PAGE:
### Relational Operators

SPL includes a number of relational and logical operators and functions:

 Operator Function Description < LESSER less than <= LESSEREQ less than or equal > GREATER greater than >= GREATEREQ greater than or equal == EQUAL Equal != NOTEQ not equal && AND logical and || OR logical or ! NOT logical not XOR exclusive or % MOD Modulo

For example, the expression a != 10 is functionally equivalent to noteq(a, 10).

Relational and logical operators return a binary result (1 or 0) for scalar parameters. For example:

a = 1;

a < 10; returns: 1

a != 1; returns: 0

Here are two functions that determine whether a number is even or odd:

/* returns 1 if number is even, else 0 */

iseven(x)

{

return(2*(int(x/2)) == x);

}

/* returns 1 if number is odd, else 0 */

isodd(x)

{

return(not(iseven(x)));

}

The built-in int function returns the integer part of a number. The % operator could also be used to detect an even or odd number.

/* returns 1 if number is even, else 0 */

iseven(x)

{

return(x % 2 == 0);

}

/* returns 1 if number is odd, else 0 */

isodd(x)

{

return(x % 2 != 0);

}

A function that returns the sign of a number is quite straightforward:

/*

*  returns the sign of a number,

*  1: positive, 0: zero, -1: negative

*/

sgn(n)

{

local sign;

sign = (n > 0) - (n < 0);

return(sign);

}

Relational and logical operators also work on entire series, returning a binary series (a series consisting of 1's or 0's) as the result.

s = {1, 2, 3, 4};

t = s >= 2;

The series t contains the values {0, 1, 1, 1}. This feature results in very powerful and compact SPL code. Consider the function:

/* replace series values based on logical condition */

replace(s, cond, val)

{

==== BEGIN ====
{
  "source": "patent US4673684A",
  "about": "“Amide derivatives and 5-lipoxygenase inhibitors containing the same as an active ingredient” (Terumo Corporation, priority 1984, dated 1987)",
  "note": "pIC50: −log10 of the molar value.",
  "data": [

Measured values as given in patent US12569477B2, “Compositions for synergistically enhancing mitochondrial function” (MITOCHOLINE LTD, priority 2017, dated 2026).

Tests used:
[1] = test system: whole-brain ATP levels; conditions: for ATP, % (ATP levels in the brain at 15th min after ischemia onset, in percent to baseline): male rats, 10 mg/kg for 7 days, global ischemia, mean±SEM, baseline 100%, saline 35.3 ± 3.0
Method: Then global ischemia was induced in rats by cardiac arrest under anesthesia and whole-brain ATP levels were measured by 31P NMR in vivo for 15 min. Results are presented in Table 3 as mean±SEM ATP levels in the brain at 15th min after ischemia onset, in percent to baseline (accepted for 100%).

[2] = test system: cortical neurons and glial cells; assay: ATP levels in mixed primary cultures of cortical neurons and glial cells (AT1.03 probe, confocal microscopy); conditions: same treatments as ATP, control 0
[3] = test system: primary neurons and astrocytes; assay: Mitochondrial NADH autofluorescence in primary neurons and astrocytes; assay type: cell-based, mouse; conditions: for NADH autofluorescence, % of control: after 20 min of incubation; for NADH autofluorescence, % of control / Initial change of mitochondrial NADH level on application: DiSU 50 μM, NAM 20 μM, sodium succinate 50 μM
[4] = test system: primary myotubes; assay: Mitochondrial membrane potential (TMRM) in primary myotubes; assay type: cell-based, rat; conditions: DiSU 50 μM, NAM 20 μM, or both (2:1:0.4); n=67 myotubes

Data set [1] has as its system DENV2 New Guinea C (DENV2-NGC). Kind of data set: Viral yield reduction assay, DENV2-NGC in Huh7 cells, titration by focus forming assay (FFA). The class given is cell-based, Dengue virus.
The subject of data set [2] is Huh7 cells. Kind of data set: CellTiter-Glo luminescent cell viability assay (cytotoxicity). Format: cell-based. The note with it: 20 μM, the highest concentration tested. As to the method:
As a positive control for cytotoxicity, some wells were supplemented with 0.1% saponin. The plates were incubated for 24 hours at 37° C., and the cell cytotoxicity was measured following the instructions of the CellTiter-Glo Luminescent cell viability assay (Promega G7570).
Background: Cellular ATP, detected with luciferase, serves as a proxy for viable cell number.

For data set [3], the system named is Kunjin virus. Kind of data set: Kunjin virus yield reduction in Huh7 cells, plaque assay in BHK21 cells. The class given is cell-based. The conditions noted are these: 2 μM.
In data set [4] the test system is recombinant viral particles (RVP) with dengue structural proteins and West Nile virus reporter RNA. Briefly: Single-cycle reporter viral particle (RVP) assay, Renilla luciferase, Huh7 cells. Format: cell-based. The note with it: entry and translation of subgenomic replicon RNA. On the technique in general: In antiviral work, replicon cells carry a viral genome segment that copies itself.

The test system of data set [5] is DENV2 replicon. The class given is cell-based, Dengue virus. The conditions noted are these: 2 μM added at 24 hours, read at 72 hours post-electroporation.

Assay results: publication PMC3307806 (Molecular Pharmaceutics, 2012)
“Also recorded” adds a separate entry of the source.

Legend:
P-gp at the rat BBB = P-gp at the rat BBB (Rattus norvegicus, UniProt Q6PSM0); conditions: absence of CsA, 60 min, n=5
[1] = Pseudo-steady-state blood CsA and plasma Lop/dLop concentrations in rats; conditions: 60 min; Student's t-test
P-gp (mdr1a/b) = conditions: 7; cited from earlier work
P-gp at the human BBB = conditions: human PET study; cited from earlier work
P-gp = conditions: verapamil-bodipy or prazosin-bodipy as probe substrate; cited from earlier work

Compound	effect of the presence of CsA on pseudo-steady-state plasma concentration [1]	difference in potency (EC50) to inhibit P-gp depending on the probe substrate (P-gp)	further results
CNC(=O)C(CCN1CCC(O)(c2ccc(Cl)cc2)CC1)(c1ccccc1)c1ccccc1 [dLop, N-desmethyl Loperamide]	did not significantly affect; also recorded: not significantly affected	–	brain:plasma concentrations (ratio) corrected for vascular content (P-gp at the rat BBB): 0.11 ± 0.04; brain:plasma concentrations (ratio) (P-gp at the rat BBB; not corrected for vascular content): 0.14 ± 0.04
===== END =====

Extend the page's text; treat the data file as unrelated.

local result;

result = s * not(cond) + val * cond;

return(result);

}

Now replace(w1, w1 > 10, 11) replaces all the values in W1 that exceed 10.0 with the value 11.0. The expression replace(w1, w1 < w2, w2) creates a series that contains the larger of the values of W1 and W2 on a point by point basis. Notice again that traditional looping is not required.

As a related example, the following function returns the indices of the non-zero elements of a series or array.

/* return indices of non-zero elements of an array */

findnz(x)
{
local len, ncol, nz, ind, rowind;

(len, ncol) = size(x);

/* length for indices */
num = len * ncol;

/* get non-zero values */
nz = (unravel(x) != 0.0);

/* generate indices */
ind = 1..num;

/*
*  get indices by multiplying and
*  removing the zero elements
*/

rowind = nz * ind;
rowind = delete(rowind, rowind == 0.0);

return(rowind);
}

The size function returns the number of rows and columns of an array. By exploiting the series processing feature of SPL, the series nz is 1 where the input is non-zero and 0 where the input is zero. Multiplying nv by a linear ramp of slope 1 and then removing the zero elements produces a series that contains the indices of the non-zero elements of the input. For example:

a = {1, 0, 5};

b = findnz(a);

c = findnz(a > 1);

d = a[b];

b == {1, 3}

c == {3}

d == {1, 5}

The built-in find function returns the indices of the non-zero elements of array as a single "unraveled" series. These indices can be used to address arrays.

a = {{1, 2, 3}, {4, 5, 2}, {2, 8, 9}};

b = find(a == 2);

c = a[b];

b == {3, 4, 8}

c == {2, 2, 2}